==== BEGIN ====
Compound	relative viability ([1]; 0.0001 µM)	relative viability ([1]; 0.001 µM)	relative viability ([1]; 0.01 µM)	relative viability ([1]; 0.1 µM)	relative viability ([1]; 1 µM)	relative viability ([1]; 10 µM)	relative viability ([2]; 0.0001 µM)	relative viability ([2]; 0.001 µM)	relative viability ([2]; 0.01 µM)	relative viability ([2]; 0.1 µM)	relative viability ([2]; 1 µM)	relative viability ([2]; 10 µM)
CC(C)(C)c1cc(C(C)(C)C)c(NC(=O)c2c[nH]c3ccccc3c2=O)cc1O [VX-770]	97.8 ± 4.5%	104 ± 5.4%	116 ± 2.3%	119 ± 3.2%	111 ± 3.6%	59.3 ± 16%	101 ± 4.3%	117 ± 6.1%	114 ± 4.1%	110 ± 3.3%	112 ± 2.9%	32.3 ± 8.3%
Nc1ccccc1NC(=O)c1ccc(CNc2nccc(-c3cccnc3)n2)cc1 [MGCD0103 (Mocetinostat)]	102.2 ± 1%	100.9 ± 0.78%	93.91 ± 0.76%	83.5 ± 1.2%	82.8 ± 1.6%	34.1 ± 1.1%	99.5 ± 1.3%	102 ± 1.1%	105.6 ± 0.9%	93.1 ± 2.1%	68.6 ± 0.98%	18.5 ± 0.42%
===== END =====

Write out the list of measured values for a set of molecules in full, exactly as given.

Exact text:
Compound	relative viability ([1]; 0.0001 µM)	relative viability ([1]; 0.001 µM)	relative viability ([1]; 0.01 µM)	relative viability ([1]; 0.1 µM)	relative viability ([1]; 1 µM)	relative viability ([1]; 10 µM)	relative viability ([2]; 0.0001 µM)	relative viability ([2]; 0.001 µM)	relative viability ([2]; 0.01 µM)	relative viability ([2]; 0.1 µM)	relative viability ([2]; 1 µM)	relative viability ([2]; 10 µM)
CC(C)(C)c1cc(C(C)(C)C)c(NC(=O)c2c[nH]c3ccccc3c2=O)cc1O [VX-770]	97.8 ± 4.5%	104 ± 5.4%	116 ± 2.3%	119 ± 3.2%	111 ± 3.6%	59.3 ± 16%	101 ± 4.3%	117 ± 6.1%	114 ± 4.1%	110 ± 3.3%	112 ± 2.9%	32.3 ± 8.3%
Nc1ccccc1NC(=O)c1ccc(CNc2nccc(-c3cccnc3)n2)cc1 [MGCD0103 (Mocetinostat)]	102.2 ± 1%	100.9 ± 0.78%	93.91 ± 0.76%	83.5 ± 1.2%	82.8 ± 1.6%	34.1 ± 1.1%	99.5 ± 1.3%	102 ± 1.1%	105.6 ± 0.9%	93.1 ± 2.1%	68.6 ± 0.98%	18.5 ± 0.42%